Were he to write it today, Tennyson would probably say that in the spring a young man’s fancy lightly turns to thoughts of parking. At least it does around here. Our City Council was scheduled to pass an ordinance last night authorizing a delegated sale of general obligation bonds for $17.340 million.
Almost $7 million of that is to construct a 440-space parking garage on Water Street, to serve the Hotel Indigo and the Water Street development, and begin the expansion of the Central Parking facility. It is the latter project that gives me some concern, since I have no idea how successful the hotel will be.
The current theory is that as soon as the Water Street garage is finished, people will be able to park there instead of parking in the three-story garage on Chicago Avenue. That will allow the city to begin doing whatever it is they decide to do to the Central Parking facility, such as tearing it down, without hurting downtown businesses. After all, it only requires people to walk an additional 6 to 10 minutes, about one third of a mile.
But what if they don’t? After noticing that much of our downtown traffic consists of people driving around trying to get a parking space 100 feet closer to their intended destination, I decided to ask a few folks whether they would go that extra distance. Most people, young and old, said they probably would not.
I suspect people give me different answers than they give representatives of the city. I’m not an important person, and there’s nothing I can do to cause them trouble. They know that what they tell me will remain in absolute confidence, and they don’t particularly care what I think of them, so why wouldn’t they tell me the truth?
The people didn’t say they would never use the new lot to go to stores in the middle of town. They said they would do it if they “had to,” or planned to spend part of the day going from store to store. But would they go for a bite to eat or to buy some item they could get elsewhere? No.
Now, admittedly this is about as unscientific as you can get, but I hope the council seriously considers the possibility that several stores could go out of business if the Central Parking facility isn’t available for a year or two. We all know what people should do, and we also know that they almost never do it.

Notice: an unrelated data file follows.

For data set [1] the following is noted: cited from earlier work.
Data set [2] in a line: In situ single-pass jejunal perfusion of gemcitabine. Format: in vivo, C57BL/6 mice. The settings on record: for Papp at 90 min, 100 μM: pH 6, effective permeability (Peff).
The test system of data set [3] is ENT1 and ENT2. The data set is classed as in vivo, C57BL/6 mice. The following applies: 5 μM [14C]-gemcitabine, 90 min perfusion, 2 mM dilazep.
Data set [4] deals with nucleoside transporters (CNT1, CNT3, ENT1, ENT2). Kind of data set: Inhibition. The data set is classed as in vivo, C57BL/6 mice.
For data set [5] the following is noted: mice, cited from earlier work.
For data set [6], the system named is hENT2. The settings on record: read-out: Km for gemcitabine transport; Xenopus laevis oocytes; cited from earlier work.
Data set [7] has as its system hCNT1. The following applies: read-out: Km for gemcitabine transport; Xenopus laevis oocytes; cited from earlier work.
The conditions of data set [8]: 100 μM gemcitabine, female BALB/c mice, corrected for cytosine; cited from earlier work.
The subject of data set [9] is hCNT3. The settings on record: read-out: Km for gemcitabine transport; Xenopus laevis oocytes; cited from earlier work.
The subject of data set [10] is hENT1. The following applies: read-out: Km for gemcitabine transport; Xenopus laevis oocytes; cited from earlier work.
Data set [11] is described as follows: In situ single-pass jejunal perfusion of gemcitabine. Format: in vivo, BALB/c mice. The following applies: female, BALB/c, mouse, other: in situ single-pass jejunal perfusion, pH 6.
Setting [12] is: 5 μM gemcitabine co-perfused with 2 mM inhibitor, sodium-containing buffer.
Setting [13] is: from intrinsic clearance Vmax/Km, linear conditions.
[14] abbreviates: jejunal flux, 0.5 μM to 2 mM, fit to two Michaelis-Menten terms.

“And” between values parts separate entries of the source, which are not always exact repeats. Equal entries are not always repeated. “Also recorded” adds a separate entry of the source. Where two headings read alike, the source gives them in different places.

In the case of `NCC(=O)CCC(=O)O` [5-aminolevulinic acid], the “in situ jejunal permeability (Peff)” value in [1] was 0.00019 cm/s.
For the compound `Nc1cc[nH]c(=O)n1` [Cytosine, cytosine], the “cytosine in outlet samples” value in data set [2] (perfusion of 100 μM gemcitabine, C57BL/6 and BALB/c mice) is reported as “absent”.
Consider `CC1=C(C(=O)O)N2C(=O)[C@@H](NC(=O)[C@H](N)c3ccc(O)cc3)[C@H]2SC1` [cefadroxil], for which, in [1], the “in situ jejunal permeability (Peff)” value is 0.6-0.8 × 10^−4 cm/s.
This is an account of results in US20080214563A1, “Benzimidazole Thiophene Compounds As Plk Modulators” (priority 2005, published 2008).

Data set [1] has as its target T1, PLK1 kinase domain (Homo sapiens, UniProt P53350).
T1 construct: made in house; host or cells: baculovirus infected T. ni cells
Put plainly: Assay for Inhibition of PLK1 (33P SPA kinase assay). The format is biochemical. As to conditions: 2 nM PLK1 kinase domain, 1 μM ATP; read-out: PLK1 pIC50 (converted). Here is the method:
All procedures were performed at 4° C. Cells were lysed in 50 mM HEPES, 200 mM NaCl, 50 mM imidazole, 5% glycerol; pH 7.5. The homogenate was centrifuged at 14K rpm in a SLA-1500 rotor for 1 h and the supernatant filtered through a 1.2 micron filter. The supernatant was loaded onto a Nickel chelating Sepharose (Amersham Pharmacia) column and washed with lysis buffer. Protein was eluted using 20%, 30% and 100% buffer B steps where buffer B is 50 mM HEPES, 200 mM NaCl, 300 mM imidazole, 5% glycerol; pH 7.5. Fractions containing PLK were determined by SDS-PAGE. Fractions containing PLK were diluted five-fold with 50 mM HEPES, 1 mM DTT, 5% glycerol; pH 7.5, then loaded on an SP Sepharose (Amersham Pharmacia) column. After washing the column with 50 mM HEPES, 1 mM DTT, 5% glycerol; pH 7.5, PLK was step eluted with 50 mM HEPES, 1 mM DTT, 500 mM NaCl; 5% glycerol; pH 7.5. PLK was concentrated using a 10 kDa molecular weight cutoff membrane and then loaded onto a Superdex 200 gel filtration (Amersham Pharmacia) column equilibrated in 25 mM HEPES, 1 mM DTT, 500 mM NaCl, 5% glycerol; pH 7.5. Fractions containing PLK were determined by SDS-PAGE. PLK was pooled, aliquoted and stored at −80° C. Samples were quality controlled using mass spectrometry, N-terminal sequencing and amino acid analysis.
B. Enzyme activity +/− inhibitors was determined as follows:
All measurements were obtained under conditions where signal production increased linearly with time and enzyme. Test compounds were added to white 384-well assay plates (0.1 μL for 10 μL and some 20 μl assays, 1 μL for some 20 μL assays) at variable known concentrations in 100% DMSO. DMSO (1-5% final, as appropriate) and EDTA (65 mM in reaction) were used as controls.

Late in the year, the council asked the staff to look into the possibility of adding on to the existing lot. If that is what they wanted they should have simply told the staff to find a way to add on, because otherwise the answer is always going to be “Impossible, the lot wasn’t designed to be enlarged.” The Edifice Complex, the appeal of fancy new construction with ground floor amenities, will always win out over tedious re-engineering.
If we assume that you need 320 square feet per space including lanes, which actually may be 30 feet low, and that it costs $65 per square foot, with union labor, then it would cost something like $11 million just to get back the same amount of parking we have now. Given that it is always possible to add on to a parking garage, and given the possibility of putting some fine folks out of business, we have to ask ourselves what makes good sense.
Yes, it is spring, at least it was for a single day on Monday, and yes, people are going to start driving downtown more now. And yes, if we are still not going to embrace public transportation we probably are going to need a few hundred more spaces. But there is an ancient expression that probably applies here, primum non nocere. First, do no harm.